Pet Ethics

Sunday, November 6, 2022
First Aired: 
Sunday, June 28, 2020

What Is It

Many of us, even the staunchest animal activists, usually take it for granted that keeping a pet is morally acceptable. But regardless of how well we treat our animal “companions,” by keeping pets we are declaring ownership and paternal authority over other living creatures, and confining them to our homes. Is there any good moral justification for the keeping of pets? What makes some, if any, animals suitable as pets but not others? Do we have a special obligation to animal companions that does not extend to other animals? The Philosophers fetch Gary Varner from Texas A&M University, author of Personhood, Ethics, and Animal Cognition.

Listening Notes

Ray and Josh open the show with a brief discussion on owning and caring for pets. Ray, who owns a dog themselves, supports owning pets so long as they are properly handled and all their needs are met. Josh on the other hand questions this idea, raising concerns about autonomy and freedom that animals deserve as living beings.   

Ray and Josh welcome the show’s guest, Gary Varner, a professor of philosophy at Texas A&M University. They begin with a discussion on the kinds of relationships we can build with pets and how this applies to the way we treat them or even breed new ones. On the topic of owning pets, Gary describes his personal experience raising a feral cat on the basis of firstly providing a better life for the animal and more broadly maximizing aggregate happiness.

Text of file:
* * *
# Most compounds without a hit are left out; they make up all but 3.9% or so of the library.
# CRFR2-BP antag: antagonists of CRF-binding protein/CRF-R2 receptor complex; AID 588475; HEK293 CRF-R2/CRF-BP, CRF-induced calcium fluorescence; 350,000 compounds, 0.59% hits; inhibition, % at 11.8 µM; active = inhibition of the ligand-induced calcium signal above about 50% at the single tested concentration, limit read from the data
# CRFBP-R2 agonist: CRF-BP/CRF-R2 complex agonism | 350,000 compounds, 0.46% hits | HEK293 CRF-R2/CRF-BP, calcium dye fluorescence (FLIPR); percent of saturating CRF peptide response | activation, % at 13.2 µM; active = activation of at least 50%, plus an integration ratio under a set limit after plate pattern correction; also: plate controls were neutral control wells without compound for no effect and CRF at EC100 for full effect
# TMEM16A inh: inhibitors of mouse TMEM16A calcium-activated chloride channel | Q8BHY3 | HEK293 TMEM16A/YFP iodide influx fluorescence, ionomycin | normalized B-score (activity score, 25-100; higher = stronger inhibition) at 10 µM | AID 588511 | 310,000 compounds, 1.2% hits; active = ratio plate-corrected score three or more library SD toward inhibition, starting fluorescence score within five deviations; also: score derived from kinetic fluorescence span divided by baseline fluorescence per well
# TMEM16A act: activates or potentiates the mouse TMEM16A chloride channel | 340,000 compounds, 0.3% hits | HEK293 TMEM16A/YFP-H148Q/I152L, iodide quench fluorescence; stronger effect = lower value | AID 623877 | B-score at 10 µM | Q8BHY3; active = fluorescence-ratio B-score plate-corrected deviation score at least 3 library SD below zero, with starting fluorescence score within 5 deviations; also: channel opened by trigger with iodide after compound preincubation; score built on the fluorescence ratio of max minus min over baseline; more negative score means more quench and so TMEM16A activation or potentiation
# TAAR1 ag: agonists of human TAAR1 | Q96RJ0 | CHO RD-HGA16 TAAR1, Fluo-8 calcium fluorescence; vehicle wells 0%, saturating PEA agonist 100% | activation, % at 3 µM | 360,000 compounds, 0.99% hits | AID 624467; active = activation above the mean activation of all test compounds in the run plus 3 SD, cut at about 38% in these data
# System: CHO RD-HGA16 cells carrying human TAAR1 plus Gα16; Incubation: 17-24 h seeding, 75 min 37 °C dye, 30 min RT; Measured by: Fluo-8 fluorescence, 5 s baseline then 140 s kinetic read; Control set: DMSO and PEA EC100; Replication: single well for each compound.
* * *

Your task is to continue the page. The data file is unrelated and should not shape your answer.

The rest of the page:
In the last segment of the show, Gary shares one improvement he would make to the world of pet ownership, specifically regarding breeding dogs. Under this program, dogs will still have diversity in appearance and personality while nonetheless being highly suitable for human ownership. Finally, the hosts and guests end the show with some consideration on the topics of euthanasia, adoption, and autonomy.

  • Roving Philosophical Report (3:24): Shereen Adel hears from several pet owners caring for animals ranging from guinea pigs to bearded dragons. They offer insight into the different needs and personalities of their pets. One interviewee, a zookeeper, highlights the importance of researching an animal before bringing it home, supporting the environment and its natural habitats, and understanding the responsibility of caring for a pet before adoption.
  • Sixty-Second Philosopher (45:41): Ian Shoales reports on the vast, ever-increasing diversity of animals now kept as household pets and support animals. He also describes the ways humans have impacted animals – using them for entertainment, food, or friends – and vice versa – pets reflecting the personalities of those who own them.



Ray Briggs  
Do we really have the right to own our fellow creatures?

Josh Landy  
Are there some animals that should never be kept as pets?

Ray Briggs  
Is it okay to de-claw a cat or to clip a bird's wings?

Comments (4)

Harold G. Neuman's picture

Harold G. Neuman

Friday, November 18, 2022 -- 5:54 AM